Back in May, Fiscus had asked the health department’s general counsel for a statement about the doctrine, which holds that physicians may “treat without parental consent” 14- to 18-year-olds under certain circumstances, as it applies to COVID-19 vaccination. She sent the statement verbatim, which she was told was “forward facing” and “blessed by the Governor’s office,” along with some general information about the COVID-19 vaccine to medical providers, and a screenshot of her email was later spread online and kickstarted public controversy about vaccination and children.

Jones stated in his July 9 letter that Fiscus’ email featured “her own interpretation” of the state’s “mature minor” doctrine. The state’s statement regarding the doctrine features the exact language included in Fiscus’ email and is currently published on the state’s website.

The lawsuit further states that the reasons Jones listed for Fiscus’ termination contradict her “glowing performance reviews.” Reviews written by Fiscus’ supervisor, John Dunn, in April include positive comments concerning her work objectives, team relations, leadership, even her work concerning child vaccination.

“The program has been under very intense scrutiny and performance expectations,” Dunn wrote. “I’ve appreciated [Fiscus’] availability for consultation on COVID while also bringing the overall decline in childhood immunizations from 2020 into focus.”

While the reviews suggested “team rapport” and “staff morale” as focus points for Fiscus moving forward, noting the “tremendous stress” Fiscus’ team had been under, Dunn made no mention of the “failure to maintain good working relationships with members of her team” that Jones purported of Fiscus in his letter.

Fiscus denies purchase of muzzle

Muzzle sent to Dr. Michelle Fiscus

This muzzle was sent to Dr. Michelle Fiscus, one of Tennessee's top vaccination officials, in the week before she was fired, according to her husband, Brad.

Another piece of the puzzle mentioned in the suit is the muzzle that Fiscus received in an anonymous Amazon package at her state office prior to her termination. After checking with friends and family to ensure the muzzle was not sent as a joke, Fiscus said she asked the Tennessee Department of Safety and Homeland Security to investigate the package.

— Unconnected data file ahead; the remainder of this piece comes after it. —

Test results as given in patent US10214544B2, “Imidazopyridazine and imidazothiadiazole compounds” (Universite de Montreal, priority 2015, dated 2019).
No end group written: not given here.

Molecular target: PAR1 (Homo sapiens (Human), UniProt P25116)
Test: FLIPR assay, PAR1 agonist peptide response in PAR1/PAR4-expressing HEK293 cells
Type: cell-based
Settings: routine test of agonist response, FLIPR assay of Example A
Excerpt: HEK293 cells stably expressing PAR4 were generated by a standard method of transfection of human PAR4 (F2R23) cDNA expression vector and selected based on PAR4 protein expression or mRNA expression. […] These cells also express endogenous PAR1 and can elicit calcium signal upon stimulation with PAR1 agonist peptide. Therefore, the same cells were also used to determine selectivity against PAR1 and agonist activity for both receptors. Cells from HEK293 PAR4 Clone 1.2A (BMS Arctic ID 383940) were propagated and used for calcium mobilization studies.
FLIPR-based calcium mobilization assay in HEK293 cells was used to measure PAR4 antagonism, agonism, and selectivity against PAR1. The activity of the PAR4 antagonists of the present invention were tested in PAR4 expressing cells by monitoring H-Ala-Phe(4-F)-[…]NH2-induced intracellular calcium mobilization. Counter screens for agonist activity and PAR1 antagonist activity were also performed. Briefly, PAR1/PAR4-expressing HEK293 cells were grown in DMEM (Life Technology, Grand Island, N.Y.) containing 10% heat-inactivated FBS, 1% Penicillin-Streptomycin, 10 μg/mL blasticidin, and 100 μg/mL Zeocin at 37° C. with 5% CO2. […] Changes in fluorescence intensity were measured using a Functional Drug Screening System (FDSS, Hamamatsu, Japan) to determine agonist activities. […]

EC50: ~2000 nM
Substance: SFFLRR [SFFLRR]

On Aug. 16, the department concluded that “there is no evidence to indicate that the dog muzzle was intended to threaten Dr. Fiscus,” noting that the Amazon account through which the muzzle was purchased was one of two accounts under Fiscus’ name and was created with a phone number. The card used to purchase the muzzle was an American Express that had been used on the other account under Fiscus’ name as well.

In a statement signed by Fiscus under penalty of perjury, she stated that the credit card had been canceled over a year before it was used to purchase the muzzle but was allowed for use by Amazon due to prior activity with the card. She also stated that the billing address for the card was incorrectly listed as her office address.

“I did not order this muzzle from Amazon and I do not know who ordered the muzzle from Amazon,” the statement reads.

Fiscus attested that she believes the implication that she purchased the muzzle herself further injured her reputation, reflected in her signed statement and in the complaint itself.

“The muzzle controversy was a further effort to discredit Dr. Fiscus and malign her reputation,” the complaint reads.

Her attorneys filed a public records request for emails and text messages from seven Tennessee Department of Health employees in an attempt to further investigate the matter themselves, and the department said the request would take up to a year and $654,241.95 to fulfill.

The Metro Nashville Police Department has launched an investigation into the muzzle issue upon Fiscus’ reporting it to the department.

Fiscus is represented by Christopher Smith of the Nashville firm David Randolph Smith & Associates.